Press release from the Lake Louise Preservation Association:
Monday night a local group — the Lake Louise Preservation Association (LLPA) — won an unusual victory. They achieved a last-minute stop to a high-density development being built on the shores of small Lake Louise in Weaverville, immediately opposite the lake’s historic park, at the corner of Quarry Road and Lakeshore.
The LLPA’s objections to the project were guided by their attorney, Bill Brazil, of the firm of Brazil & Burke, PA, of Asheville. In addition, detailed expert testimony on deficiencies with the project’s application were contributed by Blake Esselstyn, an Asheville certified urban planner, and his associates.
The application for the proposed project had been presented to Weaverville’s Zoning Board of Adjustment (ZBA) by a local developer, Craig Phillips of Mayfair Associates. The Weaverville ZBA Board members demonstrated a continued willingness to apply conscientious attention to potential deficits in the project application, which scrutiny resulted in the project, as applied for, being denied by the Board.
According to LLPA reports, no wealthy person or organization backed their organization. A core group of about twenty persons, many of them retirees, were supported by the efforts of about one hundred diverse community members and two thousand petitioners from Weaverville and its surrounds. They achieved this stoppage by working hard within a five month period.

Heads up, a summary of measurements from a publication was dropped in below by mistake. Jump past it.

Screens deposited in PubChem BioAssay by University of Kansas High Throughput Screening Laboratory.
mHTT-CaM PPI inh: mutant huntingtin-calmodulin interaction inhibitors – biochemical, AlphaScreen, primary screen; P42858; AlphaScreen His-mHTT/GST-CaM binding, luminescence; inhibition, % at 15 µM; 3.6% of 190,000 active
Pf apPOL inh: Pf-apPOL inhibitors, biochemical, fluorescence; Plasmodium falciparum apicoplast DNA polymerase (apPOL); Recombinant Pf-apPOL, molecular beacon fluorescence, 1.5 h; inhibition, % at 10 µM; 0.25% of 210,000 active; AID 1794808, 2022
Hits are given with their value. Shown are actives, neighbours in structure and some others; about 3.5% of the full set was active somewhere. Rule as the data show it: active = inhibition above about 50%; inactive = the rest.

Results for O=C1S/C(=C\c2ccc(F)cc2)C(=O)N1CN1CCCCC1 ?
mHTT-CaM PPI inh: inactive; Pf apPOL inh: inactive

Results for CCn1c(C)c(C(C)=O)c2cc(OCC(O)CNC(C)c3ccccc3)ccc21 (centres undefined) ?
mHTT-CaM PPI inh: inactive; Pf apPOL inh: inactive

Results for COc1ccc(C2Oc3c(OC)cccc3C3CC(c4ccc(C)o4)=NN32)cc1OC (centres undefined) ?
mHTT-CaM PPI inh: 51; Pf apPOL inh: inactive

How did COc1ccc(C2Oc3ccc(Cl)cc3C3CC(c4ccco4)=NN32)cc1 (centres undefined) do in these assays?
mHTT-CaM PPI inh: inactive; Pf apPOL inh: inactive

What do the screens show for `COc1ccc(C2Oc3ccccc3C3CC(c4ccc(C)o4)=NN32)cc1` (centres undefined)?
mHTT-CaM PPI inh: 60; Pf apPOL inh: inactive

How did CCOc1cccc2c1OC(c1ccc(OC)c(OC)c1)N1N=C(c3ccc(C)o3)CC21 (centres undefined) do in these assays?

The members raised money to cover legal costs by holding an auction, yard sales, online fund-raising, and soliciting contributions from individuals and local businesses. Although they had been advised by their attorney that stopping the project at the Zoning Board of Adjustment level was very unlikely, members and their Board decided not to be fatalistic, and to proceed raising legal objections to the project.
The LLPA now suggests researching how favored candidates stand on local and state zoning issues before voting. They believe that growth, even high-density development, is inevitable in the greater Asheville area, but believe it can be done mindfully and in harmony with the landscape. So they pass on their recent experience and wish for a well-designed future for everyone.
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